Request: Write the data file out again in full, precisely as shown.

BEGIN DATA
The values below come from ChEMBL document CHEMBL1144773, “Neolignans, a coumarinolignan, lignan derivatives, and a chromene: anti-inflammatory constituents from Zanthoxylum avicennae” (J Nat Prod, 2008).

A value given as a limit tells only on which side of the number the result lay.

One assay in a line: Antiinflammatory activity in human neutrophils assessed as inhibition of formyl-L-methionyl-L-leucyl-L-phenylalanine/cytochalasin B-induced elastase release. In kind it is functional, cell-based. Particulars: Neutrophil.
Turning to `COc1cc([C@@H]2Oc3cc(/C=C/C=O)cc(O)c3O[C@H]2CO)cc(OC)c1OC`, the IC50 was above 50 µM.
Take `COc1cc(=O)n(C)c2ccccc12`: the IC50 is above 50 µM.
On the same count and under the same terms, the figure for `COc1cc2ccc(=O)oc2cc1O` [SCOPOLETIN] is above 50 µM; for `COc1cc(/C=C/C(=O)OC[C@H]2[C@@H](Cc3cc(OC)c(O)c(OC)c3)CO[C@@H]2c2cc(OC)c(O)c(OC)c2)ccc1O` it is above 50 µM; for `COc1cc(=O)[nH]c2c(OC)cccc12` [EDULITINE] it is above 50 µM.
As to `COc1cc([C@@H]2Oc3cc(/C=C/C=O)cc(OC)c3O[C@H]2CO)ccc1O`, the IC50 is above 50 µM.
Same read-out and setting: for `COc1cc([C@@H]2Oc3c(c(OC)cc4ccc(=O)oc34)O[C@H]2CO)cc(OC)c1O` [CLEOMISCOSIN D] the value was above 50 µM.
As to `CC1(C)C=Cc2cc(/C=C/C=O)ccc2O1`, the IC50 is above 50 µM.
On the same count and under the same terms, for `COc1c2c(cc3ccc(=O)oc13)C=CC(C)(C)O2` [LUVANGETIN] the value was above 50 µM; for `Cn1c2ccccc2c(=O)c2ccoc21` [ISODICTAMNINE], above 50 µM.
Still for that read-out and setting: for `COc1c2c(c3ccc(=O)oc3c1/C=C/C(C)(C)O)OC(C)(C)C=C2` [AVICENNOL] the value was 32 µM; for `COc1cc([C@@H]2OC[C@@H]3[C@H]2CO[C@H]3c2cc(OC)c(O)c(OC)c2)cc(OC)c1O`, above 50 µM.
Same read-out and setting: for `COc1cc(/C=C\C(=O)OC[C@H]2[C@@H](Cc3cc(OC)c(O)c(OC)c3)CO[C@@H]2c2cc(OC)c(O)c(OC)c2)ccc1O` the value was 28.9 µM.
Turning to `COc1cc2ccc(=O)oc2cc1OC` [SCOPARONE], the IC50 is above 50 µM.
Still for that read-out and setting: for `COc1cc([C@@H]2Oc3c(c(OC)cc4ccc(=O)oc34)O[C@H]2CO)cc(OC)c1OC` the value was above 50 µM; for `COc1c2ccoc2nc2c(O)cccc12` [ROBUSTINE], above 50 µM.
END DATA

The values below come from ChEMBL document CHEMBL1144773, “Neolignans, a coumarinolignan, lignan derivatives, and a chromene: anti-inflammatory constituents from Zanthoxylum avicennae” (J Nat Prod, 2008).

A value given as a limit tells only on which side of the number the result lay.

One assay in a line: Antiinflammatory activity in human neutrophils assessed as inhibition of formyl-L-methionyl-L-leucyl-L-phenylalanine/cytochalasin B-induced elastase release. In kind it is functional, cell-based. Particulars: Neutrophil.
Turning to `COc1cc([C@@H]2Oc3cc(/C=C/C=O)cc(O)c3O[C@H]2CO)cc(OC)c1OC`, the IC50 was above 50 µM.
Take `COc1cc(=O)n(C)c2ccccc12`: the IC50 is above 50 µM.
On the same count and under the same terms, the figure for `COc1cc2ccc(=O)oc2cc1O` [SCOPOLETIN] is above 50 µM; for `COc1cc(/C=C/C(=O)OC[C@H]2[C@@H](Cc3cc(OC)c(O)c(OC)c3)CO[C@@H]2c2cc(OC)c(O)c(OC)c2)ccc1O` it is above 50 µM; for `COc1cc(=O)[nH]c2c(OC)cccc12` [EDULITINE] it is above 50 µM.
As to `COc1cc([C@@H]2Oc3cc(/C=C/C=O)cc(OC)c3O[C@H]2CO)ccc1O`, the IC50 is above 50 µM.
Same read-out and setting: for `COc1cc([C@@H]2Oc3c(c(OC)cc4ccc(=O)oc34)O[C@H]2CO)cc(OC)c1O` [CLEOMISCOSIN D] the value was above 50 µM.
As to `CC1(C)C=Cc2cc(/C=C/C=O)ccc2O1`, the IC50 is above 50 µM.
On the same count and under the same terms, for `COc1c2c(cc3ccc(=O)oc13)C=CC(C)(C)O2` [LUVANGETIN] the value was above 50 µM; for `Cn1c2ccccc2c(=O)c2ccoc21` [ISODICTAMNINE], above 50 µM.
Still for that read-out and setting: for `COc1c2c(c3ccc(=O)oc3c1/C=C/C(C)(C)O)OC(C)(C)C=C2` [AVICENNOL] the value was 32 µM; for `COc1cc([C@@H]2OC[C@@H]3[C@H]2CO[C@H]3c2cc(OC)c(O)c(OC)c2)cc(OC)c1O`, above 50 µM.
Same read-out and setting: for `COc1cc(/C=C\C(=O)OC[C@H]2[C@@H](Cc3cc(OC)c(O)c(OC)c3)CO[C@@H]2c2cc(OC)c(O)c(OC)c2)ccc1O` the value was 28.9 µM.
Turning to `COc1cc2ccc(=O)oc2cc1OC` [SCOPARONE], the IC50 is above 50 µM.
Still for that read-out and setting: for `COc1cc([C@@H]2Oc3c(c(OC)cc4ccc(=O)oc34)O[C@H]2CO)cc(OC)c1OC` the value was above 50 µM; for `COc1c2ccoc2nc2c(O)cccc12` [ROBUSTINE], above 50 µM.